Cellular Love

Cellular Love

From Chicken Soup for Every Mom's Soul

Cellular Love

My mother called tonight while I was cooking dinner. Again, for the third time today. I knew it was her because the words “Mom’s cell” lit up my own cell phone like a marquee on Times Square. I lay down my cutting knife and shook the pieces of onion and red pepper from my hands. Mom with a cell phone; boy, have things changed!

There was a time in my life, B.C. (Before Cell phones), when my mother would become anxious, depressed or even mildly hysterical if she couldn’t reach me by phone. No matter that I worked full-time and ran a marathon life shuttling kids, groceries and the dog from one end of town to the other. If she called the house, and I didn’t answer, something had to be wrong.

“Where are you? I’ve tried a hundred times but you don’t answer. Is anybody there?” were the plaintive words I’d find on my answering machine after returning home from a long day at work. If my mother got lucky, she’d reach my daughter and tell her to leave me a message, which I’d usually find about a week later, written in crayon on the back of the phone bill. “Call Gramma. She wants to know if you still live here.”

I move about the kitchen banging pots, the cell phone balanced precariously between my cheek and raised left shoulder. I make a mental note to cancel the chiropractic appointment I made for neck pain and resolve to buy a headset instead.

I toss the salad as my mother shares the events of her day: a doctor’s appointment for my father who can’t see as well as he thinks but she lets him drive anyway, lunch with a friend whose husband has Alzheimer’s disease, and an exercise class for osteoporosis even though she’s sure the teacher has shrunk two inches since she began taking the class. It doesn’t really matter what we talk about. What matters most is the invisible line of connection we create in spite of the time and distance between us.

A friend is dying of cancer, and my mother wants to know if she should visit her or wait to be asked.

“You should go,” I tell her.

What about Eleanor’s husband, the one with Alzheimer’s. Should she invite them to dinner or would it be too hard?

“For whom?” I ask.

At seventy-eight, my mother now lives in a country whose borders are defined by mountains of fear. Its landscape is restricted by age, illness and the loss of much of what and whom she has cherished and known. The roads she traveled on so easily in her youth have become more treacherous as she loses confidence in her ability to navigate through the world we live in today. Yet she faces these obstacles with a will of iron, determined to fill her life with meaning and purpose. At times, this translates into trying to control a part of mine.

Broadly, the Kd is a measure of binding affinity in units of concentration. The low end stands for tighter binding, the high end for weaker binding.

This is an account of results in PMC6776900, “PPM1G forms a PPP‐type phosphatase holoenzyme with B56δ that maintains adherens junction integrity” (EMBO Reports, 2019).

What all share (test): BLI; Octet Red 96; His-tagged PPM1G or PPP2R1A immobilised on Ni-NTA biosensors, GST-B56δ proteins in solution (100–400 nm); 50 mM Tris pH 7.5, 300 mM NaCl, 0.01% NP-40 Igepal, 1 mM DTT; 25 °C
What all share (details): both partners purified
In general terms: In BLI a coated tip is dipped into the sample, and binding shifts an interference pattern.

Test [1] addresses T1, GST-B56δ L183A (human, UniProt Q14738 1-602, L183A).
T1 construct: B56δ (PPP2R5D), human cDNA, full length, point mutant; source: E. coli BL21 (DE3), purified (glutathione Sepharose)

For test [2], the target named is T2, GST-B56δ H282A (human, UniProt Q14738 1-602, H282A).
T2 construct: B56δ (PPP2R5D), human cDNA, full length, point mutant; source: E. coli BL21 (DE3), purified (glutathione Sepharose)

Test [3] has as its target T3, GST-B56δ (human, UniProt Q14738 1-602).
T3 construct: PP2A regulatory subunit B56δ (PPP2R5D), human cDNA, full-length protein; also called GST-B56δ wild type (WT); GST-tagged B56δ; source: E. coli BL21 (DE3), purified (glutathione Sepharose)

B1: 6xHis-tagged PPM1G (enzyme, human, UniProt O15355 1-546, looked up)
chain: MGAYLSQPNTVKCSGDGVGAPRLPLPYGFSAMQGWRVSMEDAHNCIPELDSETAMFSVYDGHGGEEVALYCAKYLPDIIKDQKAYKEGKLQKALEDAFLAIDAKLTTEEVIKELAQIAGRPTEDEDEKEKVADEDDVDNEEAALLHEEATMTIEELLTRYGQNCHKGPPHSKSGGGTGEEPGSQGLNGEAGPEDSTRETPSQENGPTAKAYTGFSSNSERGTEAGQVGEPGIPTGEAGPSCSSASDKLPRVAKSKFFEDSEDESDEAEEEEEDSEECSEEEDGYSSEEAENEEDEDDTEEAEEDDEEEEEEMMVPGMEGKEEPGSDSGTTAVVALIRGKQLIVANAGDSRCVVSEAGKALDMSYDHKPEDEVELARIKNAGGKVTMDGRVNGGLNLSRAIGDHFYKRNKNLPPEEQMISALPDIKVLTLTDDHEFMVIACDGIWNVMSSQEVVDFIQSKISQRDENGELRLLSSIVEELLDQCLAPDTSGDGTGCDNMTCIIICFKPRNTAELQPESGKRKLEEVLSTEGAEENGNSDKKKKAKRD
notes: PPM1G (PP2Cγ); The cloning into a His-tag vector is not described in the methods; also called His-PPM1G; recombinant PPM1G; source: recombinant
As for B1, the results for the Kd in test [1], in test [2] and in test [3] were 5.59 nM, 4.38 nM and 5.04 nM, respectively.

“Did you use that Silver Palate spaghetti sauce recipe I sent you? It has all the essential vitamins and lots of black olives, which are good for your system,” she counsels.

“Oh, yeah, it was great!” I fib as I stir a jar of store bought marinara sauce into the pasta. When I was a new wife and mother, this type of domestic micromanaging drove me crazy. Now I’m just grateful that someone is still worried about my vitamin intake and regularity.

“I’m sending you some articles about skin care. I think you should do something about those little brown spots on your face,” she says with the authority of a dermatologist.

I look in the mirror and notice a blotch of spaghetti sauce on my chin.

When I left for college, I didn’t realize that my departure would trigger an emotional spiral downward that took my mother months to overcome. She began marking her life by the events that occurred in mine: the afternoon I graduated from law school, the evening of my wedding, the morning my son was born. She needed so much more assurance once I was gone, and sharing the everyday events in our lives was the salve that soothed her loneliness. If I was preoccupied or too tired to talk, I would simply listen to her stories while I folded clothes or packed school lunches for the kids.

An outsider listening to our conversations might think them trivial, but in reality, they are the bedrock upon which our deeper and more profound understandings occur. I hear in her words the true concern she has about my father’s failing eyesight and her fear that many of her lifelong friends will soon be gone. I know that underlying her recipes and medical advice is the fear that I’m working too hard or not taking care of myself. In discussing the more banal whats, whos and whys of our lives, we open doors to an intimacy we both want from our relationship.

Several years ago, I sent my mother a Mother’s Day card that still hangs on her refrigerator door. On the cover, a woman is applying red lipstick in the rearview mirror of her station wagon while driving the kids to school. The caption reads: “Oh my God, I think I’ve become my mother!” Printed on the inside are the words: “I should only be so lucky.”

I hang up just as my husband walks through the door, cell phone falling from my ear like an oversized clip-on earring. He picks it up off the floor as I acknowledge, “My mother just called.” Whatever the cost, whenever the time, she has my number. It’s called cellular love.

Amy Hirshberg Lederman

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